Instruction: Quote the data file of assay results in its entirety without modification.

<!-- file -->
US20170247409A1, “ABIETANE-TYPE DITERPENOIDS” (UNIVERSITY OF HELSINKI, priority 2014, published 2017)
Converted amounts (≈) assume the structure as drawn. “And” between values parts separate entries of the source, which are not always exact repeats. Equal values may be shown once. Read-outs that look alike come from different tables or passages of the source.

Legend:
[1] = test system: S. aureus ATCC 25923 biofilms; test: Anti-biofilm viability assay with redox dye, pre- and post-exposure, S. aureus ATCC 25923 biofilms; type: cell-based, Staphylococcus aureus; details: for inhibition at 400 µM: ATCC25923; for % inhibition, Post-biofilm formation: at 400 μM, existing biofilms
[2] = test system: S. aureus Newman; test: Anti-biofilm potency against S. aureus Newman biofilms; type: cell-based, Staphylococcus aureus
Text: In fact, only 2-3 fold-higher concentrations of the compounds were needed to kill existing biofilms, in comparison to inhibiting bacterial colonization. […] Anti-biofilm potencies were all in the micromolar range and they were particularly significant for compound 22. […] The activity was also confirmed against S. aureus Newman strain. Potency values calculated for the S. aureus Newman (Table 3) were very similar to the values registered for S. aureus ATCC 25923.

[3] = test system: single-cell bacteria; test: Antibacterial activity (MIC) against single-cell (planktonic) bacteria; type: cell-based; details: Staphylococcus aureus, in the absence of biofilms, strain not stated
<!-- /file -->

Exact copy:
US20170247409A1, “ABIETANE-TYPE DITERPENOIDS” (UNIVERSITY OF HELSINKI, priority 2014, published 2017)
Converted amounts (≈) assume the structure as drawn. “And” between values parts separate entries of the source, which are not always exact repeats. Equal values may be shown once. Read-outs that look alike come from different tables or passages of the source.

Legend:
[1] = test system: S. aureus ATCC 25923 biofilms; test: Anti-biofilm viability assay with redox dye, pre- and post-exposure, S. aureus ATCC 25923 biofilms; type: cell-based, Staphylococcus aureus; details: for inhibition at 400 µM: ATCC25923; for % inhibition, Post-biofilm formation: at 400 μM, existing biofilms
[2] = test system: S. aureus Newman; test: Anti-biofilm potency against S. aureus Newman biofilms; type: cell-based, Staphylococcus aureus
Text: In fact, only 2-3 fold-higher concentrations of the compounds were needed to kill existing biofilms, in comparison to inhibiting bacterial colonization. […] Anti-biofilm potencies were all in the micromolar range and they were particularly significant for compound 22. […] The activity was also confirmed against S. aureus Newman strain. Potency values calculated for the S. aureus Newman (Table 3) were very similar to the values registered for S. aureus ATCC 25923.

[3] = test system: single-cell bacteria; test: Antibacterial activity (MIC) against single-cell (planktonic) bacteria; type: cell-based; details: Staphylococcus aureus, in the absence of biofilms, strain not stated